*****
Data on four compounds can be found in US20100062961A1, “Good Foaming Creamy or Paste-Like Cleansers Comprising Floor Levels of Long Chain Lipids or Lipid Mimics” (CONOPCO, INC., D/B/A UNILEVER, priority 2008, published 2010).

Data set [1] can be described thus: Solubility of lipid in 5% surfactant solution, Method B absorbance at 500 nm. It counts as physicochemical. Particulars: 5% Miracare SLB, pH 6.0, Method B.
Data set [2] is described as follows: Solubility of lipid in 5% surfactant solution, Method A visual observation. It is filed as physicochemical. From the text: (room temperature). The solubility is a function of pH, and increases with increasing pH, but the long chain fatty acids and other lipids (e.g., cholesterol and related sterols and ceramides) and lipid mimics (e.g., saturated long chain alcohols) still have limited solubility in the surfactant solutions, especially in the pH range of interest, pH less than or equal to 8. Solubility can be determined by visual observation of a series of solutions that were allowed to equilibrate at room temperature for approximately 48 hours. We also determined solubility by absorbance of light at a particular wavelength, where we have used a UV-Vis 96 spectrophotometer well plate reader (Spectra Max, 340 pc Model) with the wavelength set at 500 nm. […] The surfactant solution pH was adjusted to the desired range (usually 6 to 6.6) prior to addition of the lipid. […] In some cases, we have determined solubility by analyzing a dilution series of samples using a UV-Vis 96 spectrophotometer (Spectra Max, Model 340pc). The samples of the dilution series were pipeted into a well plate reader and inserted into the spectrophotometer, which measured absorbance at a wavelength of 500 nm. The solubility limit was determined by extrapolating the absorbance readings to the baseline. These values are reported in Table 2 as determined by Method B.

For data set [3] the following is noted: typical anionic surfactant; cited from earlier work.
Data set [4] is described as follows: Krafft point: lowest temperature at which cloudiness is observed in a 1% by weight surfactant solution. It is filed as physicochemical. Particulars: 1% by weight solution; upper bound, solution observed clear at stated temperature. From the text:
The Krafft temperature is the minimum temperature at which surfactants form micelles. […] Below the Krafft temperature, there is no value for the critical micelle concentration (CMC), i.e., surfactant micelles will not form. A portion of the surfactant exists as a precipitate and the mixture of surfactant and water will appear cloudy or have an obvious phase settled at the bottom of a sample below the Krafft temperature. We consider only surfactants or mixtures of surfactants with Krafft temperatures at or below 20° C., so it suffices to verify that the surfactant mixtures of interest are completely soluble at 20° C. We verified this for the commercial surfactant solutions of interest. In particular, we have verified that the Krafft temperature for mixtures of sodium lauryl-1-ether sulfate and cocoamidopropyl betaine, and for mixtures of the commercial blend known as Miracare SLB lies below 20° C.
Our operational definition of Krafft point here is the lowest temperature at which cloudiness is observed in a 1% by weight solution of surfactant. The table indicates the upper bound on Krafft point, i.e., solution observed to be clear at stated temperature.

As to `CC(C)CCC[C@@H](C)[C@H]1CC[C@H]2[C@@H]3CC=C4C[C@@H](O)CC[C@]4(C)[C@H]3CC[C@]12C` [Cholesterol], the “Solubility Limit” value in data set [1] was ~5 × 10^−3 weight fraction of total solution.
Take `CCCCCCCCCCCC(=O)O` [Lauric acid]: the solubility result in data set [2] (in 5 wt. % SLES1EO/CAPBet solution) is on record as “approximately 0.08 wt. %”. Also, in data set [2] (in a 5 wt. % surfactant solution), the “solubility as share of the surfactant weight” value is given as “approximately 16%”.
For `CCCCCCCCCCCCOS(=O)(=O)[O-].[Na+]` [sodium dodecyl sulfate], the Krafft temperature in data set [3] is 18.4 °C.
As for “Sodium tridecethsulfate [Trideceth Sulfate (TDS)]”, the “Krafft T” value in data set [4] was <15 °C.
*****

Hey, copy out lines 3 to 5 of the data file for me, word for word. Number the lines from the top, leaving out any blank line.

Data set [2] is described as follows: Solubility of lipid in 5% surfactant solution, Method A visual observation. It is filed as physicochemical. From the text: (room temperature). The solubility is a function of pH, and increases with increasing pH, but the long chain fatty acids and other lipids (e.g., cholesterol and related sterols and ceramides) and lipid mimics (e.g., saturated long chain alcohols) still have limited solubility in the surfactant solutions, especially in the pH range of interest, pH less than or equal to 8. Solubility can be determined by visual observation of a series of solutions that were allowed to equilibrate at room temperature for approximately 48 hours. We also determined solubility by absorbance of light at a particular wavelength, where we have used a UV-Vis 96 spectrophotometer well plate reader (Spectra Max, 340 pc Model) with the wavelength set at 500 nm. […] The surfactant solution pH was adjusted to the desired range (usually 6 to 6.6) prior to addition of the lipid. […] In some cases, we have determined solubility by analyzing a dilution series of samples using a UV-Vis 96 spectrophotometer (Spectra Max, Model 340pc). The samples of the dilution series were pipeted into a well plate reader and inserted into the spectrophotometer, which measured absorbance at a wavelength of 500 nm. The solubility limit was determined by extrapolating the absorbance readings to the baseline. These values are reported in Table 2 as determined by Method B.

For data set [3] the following is noted: typical anionic surfactant; cited from earlier work.
Data set [4] is described as follows: Krafft point: lowest temperature at which cloudiness is observed in a 1% by weight surfactant solution. It is filed as physicochemical. Particulars: 1% by weight solution; upper bound, solution observed clear at stated temperature. From the text: